Noise: the Orange Fly is slightly quieter than the Silver Chinese machine.
Needle penetration /Vibration/kickback; very little resistance to any of the surfaces or work pads with this one needle machine. (the exception was a fulled bulky knit sweater which gave a bit of kickback but this was fixed by increasing the speed.) This could be partly due to the decrease in resistance when working with one needle when compared to more needles working in close proximity. We were also not sure of the exact gauge the silver machine was using. Ann has some of the Crown 40-111 needles I sent over to her. These may improve the operation of the Chinese Silver machine and make the test more even. We will report back after her husband has a chance to de-crank the needles so they will work in the machine.
The second thing to mention about vibration is to further Ann’s finding or more correctly losing of a small screw from the Chinese machine. I found that one of mine (not one holding a needle) had loosened off when I was running a test comparing it with the Orange one. I spotted the black screw on the silver machine before it had a chance to fall out.
5) working on wool felt pad and wool felting base /Needle penetration from the back
6) pre-felt on medium felt pad
7) pre-felt on a bristle brush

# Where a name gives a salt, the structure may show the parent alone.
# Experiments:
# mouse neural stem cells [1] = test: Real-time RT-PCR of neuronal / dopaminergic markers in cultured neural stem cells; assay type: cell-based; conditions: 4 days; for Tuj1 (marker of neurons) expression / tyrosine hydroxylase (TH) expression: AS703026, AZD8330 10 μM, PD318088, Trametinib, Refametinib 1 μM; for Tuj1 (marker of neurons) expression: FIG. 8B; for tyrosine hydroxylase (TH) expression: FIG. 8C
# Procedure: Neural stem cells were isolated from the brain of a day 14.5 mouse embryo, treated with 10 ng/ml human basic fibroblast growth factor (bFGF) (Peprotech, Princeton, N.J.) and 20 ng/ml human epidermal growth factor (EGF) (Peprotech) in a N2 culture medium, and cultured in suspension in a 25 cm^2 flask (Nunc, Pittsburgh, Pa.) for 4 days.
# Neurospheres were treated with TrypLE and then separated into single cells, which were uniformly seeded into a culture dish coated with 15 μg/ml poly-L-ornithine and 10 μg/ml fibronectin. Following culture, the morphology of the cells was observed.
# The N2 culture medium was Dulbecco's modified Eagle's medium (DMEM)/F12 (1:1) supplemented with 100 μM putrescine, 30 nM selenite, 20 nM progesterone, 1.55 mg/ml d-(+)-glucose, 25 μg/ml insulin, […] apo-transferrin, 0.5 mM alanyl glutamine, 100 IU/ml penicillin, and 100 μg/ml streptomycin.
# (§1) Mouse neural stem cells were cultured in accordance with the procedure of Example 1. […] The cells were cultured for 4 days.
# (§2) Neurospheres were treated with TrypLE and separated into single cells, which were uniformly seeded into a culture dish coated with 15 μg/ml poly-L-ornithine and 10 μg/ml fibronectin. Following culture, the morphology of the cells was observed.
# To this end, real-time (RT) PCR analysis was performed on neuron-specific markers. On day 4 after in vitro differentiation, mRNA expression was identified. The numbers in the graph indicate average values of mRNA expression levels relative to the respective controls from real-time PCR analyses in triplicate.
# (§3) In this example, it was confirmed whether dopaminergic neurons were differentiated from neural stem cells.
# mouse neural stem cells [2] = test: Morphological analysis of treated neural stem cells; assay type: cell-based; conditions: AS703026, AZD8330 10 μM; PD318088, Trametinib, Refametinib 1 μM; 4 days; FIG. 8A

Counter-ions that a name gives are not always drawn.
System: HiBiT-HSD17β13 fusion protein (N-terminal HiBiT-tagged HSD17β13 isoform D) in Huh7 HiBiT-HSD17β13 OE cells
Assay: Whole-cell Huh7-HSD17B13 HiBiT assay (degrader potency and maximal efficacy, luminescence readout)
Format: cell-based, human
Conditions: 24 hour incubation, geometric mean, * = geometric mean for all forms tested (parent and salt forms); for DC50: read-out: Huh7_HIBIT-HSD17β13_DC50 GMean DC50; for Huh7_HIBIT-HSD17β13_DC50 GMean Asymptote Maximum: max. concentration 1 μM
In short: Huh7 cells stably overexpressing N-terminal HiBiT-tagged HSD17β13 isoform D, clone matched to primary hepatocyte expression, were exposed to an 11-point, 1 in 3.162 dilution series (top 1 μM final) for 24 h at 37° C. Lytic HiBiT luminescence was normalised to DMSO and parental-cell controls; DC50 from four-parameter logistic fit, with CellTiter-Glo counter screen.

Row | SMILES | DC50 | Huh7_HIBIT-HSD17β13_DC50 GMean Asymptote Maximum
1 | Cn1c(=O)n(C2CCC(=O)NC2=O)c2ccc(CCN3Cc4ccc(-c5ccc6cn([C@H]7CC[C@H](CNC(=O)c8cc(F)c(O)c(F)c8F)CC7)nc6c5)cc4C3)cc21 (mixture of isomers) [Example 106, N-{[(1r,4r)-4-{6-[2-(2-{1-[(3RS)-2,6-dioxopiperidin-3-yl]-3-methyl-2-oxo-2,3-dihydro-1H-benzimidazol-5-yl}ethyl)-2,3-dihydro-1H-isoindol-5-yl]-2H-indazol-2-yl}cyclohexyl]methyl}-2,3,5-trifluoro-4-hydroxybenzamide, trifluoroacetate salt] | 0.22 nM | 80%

While using the tiny allen key with the Chinese machine was fiddly but reasonably easy, getting the needle into the Orange machine was a bit more complicated. The instructions definitely had English words but seeing a video of putting the needle in fixed the confusion. Not having to have the pre-step of cutting off the crank (which is required for the silver machine) is an added incentive to look favourably on this one.
Overall, I liked this machine even more than I expected and Ann liked it too. Next Ann and I will expand our investigation just a bit more and look at 3 thicknesses of wet felt bases. We will look at both the Ukrainian and Chinese machines. Ann may have a third machine, this one is coming from Georgia, and has multiple needles. if it arrives soon enough we will add it to the wet felt base info and let you know what it is like to work with too. I will try to give a synopsis of the machines.
We will also see if our suspicion that the crown needles with their shallow working depth will improve the interaction between the felting surface/wool, brush or foam pad and the Chines machine.
Ukraine felting machine: https://www.etsy.com/ca/listing/768372661/1-year-warranty-pro-level-felting?click_key=1b08e81e365eb8f181543dde3538da5ff5989e86%3A768372661&click_sum=b89a4923&ref=internal_similar_listing_bot-2&listing_id=768372661&listing_slug=1-year-warranty-pro-level-felting
PS: I have spent the last 2 days at the Ottawa Valley Farm Show, demoing felting with Mr. and Mrs. Mer as well as doing a bit of spinning on one of my travel wheels. I do want to show you some of the fun we got up to but wanted to tell you about the second felting machine before getting distracted again. I am hoping the spelling is ok and I haven’t forgotten anything! I am about to face-plant the keyboard so I think it’s time for bed!